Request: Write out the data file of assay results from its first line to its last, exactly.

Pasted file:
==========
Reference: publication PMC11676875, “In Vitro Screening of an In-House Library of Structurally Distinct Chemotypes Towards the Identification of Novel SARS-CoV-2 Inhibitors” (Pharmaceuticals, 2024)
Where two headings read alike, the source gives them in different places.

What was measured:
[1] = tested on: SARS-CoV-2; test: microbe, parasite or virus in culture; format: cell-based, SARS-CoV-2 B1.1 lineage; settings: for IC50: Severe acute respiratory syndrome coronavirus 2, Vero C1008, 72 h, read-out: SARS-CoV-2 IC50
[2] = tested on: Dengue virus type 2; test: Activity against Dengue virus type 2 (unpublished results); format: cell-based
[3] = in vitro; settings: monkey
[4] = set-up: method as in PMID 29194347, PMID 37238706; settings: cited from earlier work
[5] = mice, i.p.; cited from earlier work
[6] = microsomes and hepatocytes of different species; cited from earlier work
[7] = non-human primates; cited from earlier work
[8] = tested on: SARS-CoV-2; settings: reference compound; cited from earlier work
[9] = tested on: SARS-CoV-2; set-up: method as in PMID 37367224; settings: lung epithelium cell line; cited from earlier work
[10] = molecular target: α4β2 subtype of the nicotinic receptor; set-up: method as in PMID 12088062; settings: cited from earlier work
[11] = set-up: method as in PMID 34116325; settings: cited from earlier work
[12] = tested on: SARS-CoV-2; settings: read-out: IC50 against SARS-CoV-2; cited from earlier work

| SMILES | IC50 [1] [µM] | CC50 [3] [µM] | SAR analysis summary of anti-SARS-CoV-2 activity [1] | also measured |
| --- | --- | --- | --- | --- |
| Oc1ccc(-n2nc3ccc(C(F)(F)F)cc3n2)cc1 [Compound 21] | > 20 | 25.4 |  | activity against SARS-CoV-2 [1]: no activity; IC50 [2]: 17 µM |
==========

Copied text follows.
Reference: publication PMC11676875, “In Vitro Screening of an In-House Library of Structurally Distinct Chemotypes Towards the Identification of Novel SARS-CoV-2 Inhibitors” (Pharmaceuticals, 2024)
Where two headings read alike, the source gives them in different places.

What was measured:
[1] = tested on: SARS-CoV-2; test: microbe, parasite or virus in culture; format: cell-based, SARS-CoV-2 B1.1 lineage; settings: for IC50: Severe acute respiratory syndrome coronavirus 2, Vero C1008, 72 h, read-out: SARS-CoV-2 IC50
[2] = tested on: Dengue virus type 2; test: Activity against Dengue virus type 2 (unpublished results); format: cell-based
[3] = in vitro; settings: monkey
[4] = set-up: method as in PMID 29194347, PMID 37238706; settings: cited from earlier work
[5] = mice, i.p.; cited from earlier work
[6] = microsomes and hepatocytes of different species; cited from earlier work
[7] = non-human primates; cited from earlier work
[8] = tested on: SARS-CoV-2; settings: reference compound; cited from earlier work
[9] = tested on: SARS-CoV-2; set-up: method as in PMID 37367224; settings: lung epithelium cell line; cited from earlier work
[10] = molecular target: α4β2 subtype of the nicotinic receptor; set-up: method as in PMID 12088062; settings: cited from earlier work
[11] = set-up: method as in PMID 34116325; settings: cited from earlier work
[12] = tested on: SARS-CoV-2; settings: read-out: IC50 against SARS-CoV-2; cited from earlier work

| SMILES | IC50 [1] [µM] | CC50 [3] [µM] | SAR analysis summary of anti-SARS-CoV-2 activity [1] | also measured |
| --- | --- | --- | --- | --- |
| Oc1ccc(-n2nc3ccc(C(F)(F)F)cc3n2)cc1 [Compound 21] | > 20 | 25.4 |  | activity against SARS-CoV-2 [1]: no activity; IC50 [2]: 17 µM |